Great Kent pubs
PUBLISHED: 17:29 14 February 2015 | UPDATED: 17:29 14 February 2015
Manu Palomeque 07977074797
Cosy up together in Kent Life’s pick of the best pubs in Kent, from coast to country, city to village
The Pilot Inn
Tucked away on the coastal headland, literally a stone’s throw (and there’s a lot of them around) from the sea, in the heart of the Dungeness National Nature Reserve, this family friendly pub with restaurant is steeped in the smuggling history of Romney Marsh. Its inception followed the luring aground of the Spanish vessel, Alfresia, in 1633, when the crew was murdered and the cargo of spirits looted. The ship was used to build the original Pilot and some of the original timbers still remain in the bar. Today it is prized for its fish and chips and an excellent representation of real ales with permanent options of Sharp’s Doombar and Adnam’s Broadside. A guest pump hosts a local or Kentish option and traditional scrumpy occupies the fourth.
Battery Road, Dungeness TN29 9NJ
Five Bells Inn Brabourne
Kent Life and Kent on Sunday’s very first Pub of the Year in our 2013 Awards proved a worthy winner indeed, with our esteemed judge praising the inn is an “outstanding example of what a 21st-century pub should be: supportive of its local community and suppliers, creative in its food offering, and warm and welcoming in the time-honoured tradition. With a menu rivalling many top-class restaurants, the Five Bells is nevertheless true to its pub heritage with open fires, hop bines and excellent local beers.”
The Street, East Brabourne, nr Ashford TN25 5LP
Watch the high tides while harboured comfortably inside this White Cliffs retreat, described by owners xxx and xxx as being ‘between the bottom of the hill and the deep blue sea.’ It attracts an eclectic mix of old and young whose common desire is good food, good drink and good company shared. The view isn’t bad either. After a bracing walk or scramble about with the dog on the beach (it’s dog and children friendly), The Coastguard is a welcome sight indeed – when the English Channel is about to wet your toes, you’ll have found it.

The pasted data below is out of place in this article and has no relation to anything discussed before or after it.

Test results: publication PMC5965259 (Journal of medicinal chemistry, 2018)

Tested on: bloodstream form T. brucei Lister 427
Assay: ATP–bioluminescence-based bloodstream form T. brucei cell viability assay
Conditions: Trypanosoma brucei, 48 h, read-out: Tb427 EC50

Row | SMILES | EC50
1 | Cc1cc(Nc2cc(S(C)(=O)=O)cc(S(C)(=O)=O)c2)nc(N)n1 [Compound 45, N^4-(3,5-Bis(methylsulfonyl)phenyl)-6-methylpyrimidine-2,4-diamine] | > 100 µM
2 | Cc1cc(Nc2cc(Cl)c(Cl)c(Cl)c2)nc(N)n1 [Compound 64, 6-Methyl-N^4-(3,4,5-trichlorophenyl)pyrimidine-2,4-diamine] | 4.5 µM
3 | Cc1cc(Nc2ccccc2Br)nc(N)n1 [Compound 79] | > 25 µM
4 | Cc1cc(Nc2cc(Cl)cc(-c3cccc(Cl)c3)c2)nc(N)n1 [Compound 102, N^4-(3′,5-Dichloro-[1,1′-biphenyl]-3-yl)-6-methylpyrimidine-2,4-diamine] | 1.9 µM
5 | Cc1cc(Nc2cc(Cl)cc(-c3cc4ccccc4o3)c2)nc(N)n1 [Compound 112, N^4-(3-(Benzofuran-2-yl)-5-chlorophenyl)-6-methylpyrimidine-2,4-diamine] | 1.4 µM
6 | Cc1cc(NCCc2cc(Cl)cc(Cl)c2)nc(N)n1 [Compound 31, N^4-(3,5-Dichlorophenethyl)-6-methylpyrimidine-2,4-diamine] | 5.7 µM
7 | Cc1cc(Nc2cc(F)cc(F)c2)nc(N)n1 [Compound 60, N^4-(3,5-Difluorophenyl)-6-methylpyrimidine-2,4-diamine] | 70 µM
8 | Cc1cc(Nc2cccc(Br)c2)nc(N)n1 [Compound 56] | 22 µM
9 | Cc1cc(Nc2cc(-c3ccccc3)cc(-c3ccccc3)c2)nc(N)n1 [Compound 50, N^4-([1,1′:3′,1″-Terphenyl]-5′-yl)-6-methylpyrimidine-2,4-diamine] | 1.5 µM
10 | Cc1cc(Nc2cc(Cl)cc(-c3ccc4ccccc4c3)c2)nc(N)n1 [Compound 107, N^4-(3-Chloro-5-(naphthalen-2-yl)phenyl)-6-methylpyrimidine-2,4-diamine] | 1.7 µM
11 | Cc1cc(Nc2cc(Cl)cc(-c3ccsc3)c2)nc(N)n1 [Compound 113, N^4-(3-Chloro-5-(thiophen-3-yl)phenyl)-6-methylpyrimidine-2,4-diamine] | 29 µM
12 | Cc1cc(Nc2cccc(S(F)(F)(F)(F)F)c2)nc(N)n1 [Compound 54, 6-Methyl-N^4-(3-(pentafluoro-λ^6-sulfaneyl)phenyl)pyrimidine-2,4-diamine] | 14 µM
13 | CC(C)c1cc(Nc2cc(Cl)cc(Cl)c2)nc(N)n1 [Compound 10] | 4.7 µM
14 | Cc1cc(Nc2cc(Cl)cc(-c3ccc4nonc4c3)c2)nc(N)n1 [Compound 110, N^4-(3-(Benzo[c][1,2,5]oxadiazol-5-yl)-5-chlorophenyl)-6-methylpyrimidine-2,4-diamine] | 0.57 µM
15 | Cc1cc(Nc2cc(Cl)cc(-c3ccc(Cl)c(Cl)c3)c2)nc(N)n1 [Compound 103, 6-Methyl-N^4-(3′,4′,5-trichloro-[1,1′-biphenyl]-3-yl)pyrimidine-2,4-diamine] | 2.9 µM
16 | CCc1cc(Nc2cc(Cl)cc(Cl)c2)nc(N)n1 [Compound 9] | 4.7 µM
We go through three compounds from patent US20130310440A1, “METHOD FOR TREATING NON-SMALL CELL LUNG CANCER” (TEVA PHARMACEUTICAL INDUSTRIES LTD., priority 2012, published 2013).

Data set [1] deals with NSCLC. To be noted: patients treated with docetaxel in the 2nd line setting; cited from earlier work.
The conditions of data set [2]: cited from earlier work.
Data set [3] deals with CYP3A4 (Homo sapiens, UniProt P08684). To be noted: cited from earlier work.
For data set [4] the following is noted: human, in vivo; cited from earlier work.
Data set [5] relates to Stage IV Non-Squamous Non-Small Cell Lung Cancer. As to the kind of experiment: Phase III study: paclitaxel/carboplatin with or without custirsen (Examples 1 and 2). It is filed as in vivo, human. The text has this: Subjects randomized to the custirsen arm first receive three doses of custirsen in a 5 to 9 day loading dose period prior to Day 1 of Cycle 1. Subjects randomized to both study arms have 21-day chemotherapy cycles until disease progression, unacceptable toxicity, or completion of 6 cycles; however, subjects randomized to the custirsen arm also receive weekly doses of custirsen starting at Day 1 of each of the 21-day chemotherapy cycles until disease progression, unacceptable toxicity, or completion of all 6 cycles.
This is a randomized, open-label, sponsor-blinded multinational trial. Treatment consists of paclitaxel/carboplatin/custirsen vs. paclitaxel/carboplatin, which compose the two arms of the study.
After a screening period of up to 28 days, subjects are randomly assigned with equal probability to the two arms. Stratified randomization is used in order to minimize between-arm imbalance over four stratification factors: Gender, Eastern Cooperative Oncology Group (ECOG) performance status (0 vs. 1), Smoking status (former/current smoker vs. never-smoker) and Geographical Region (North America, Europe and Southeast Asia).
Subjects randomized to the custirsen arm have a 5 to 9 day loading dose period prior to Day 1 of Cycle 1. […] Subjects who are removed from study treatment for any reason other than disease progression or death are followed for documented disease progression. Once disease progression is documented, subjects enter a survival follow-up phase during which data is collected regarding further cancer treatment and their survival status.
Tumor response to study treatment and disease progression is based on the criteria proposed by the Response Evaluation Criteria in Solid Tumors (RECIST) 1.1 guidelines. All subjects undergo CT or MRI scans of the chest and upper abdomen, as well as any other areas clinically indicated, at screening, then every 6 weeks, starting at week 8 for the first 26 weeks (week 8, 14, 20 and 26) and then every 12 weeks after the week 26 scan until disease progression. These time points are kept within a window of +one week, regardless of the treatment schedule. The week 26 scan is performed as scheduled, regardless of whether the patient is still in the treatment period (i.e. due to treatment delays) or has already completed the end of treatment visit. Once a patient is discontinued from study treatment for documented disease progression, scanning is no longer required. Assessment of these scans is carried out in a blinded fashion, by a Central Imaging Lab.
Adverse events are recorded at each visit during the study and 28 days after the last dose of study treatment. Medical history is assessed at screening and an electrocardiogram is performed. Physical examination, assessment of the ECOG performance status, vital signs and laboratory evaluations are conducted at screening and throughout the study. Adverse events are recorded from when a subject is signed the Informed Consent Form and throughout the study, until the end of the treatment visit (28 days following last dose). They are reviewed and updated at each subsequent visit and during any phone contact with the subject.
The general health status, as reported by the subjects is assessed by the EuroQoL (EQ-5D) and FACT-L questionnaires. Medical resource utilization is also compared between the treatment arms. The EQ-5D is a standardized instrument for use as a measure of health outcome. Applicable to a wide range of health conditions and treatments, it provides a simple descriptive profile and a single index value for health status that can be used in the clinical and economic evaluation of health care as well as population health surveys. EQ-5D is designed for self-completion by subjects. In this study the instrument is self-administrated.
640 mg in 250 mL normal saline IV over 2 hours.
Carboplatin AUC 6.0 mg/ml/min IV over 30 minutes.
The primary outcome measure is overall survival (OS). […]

Bizarrely, UK mobile networks consider The Bay to be part of French territory, so free Wi-Fi is provided should you want it, and families are welcome to enjoy afternoon treats with dedicated quiet tables for homework. A great range of beer from local and afar is always available.
The Bay, St Margaret’s Bay, Dover CT15 6DY
At its heart a friendly local pub boasting a good range of cask ales, the lounge bar here is the most charismatic of the three here, offering the atmosphere of a snug saloon with wing back chairs, a roaring fire and quirky ornaments. A bar menu is served from noon until 9.30pm every day (beer-battered fish and chips, steak and Young’s Ale pie, hand-carved ham), entertainment is available occasionally and accommodation is also on offer. The hotel dining room will be closed until 30 March 2015 for refurbishment
Royal Parade, Chislehurst BR7 6NR
020 8467 1727
The Old Brewery Tavern
Wander away from the busy city centre into this capacious gem that’s stocked with beverages to suit all, including various ciders on tap. A comfortable, discreet lounge area contrasts with a largely contemporary design elsewhere and while it has a modern fireplace, wooden tables and chairs in the central area retain the feel of traditional British pub. Families, friends and couples can be seen dining alongside the open kitchen while others enjoy the bar and warming fire.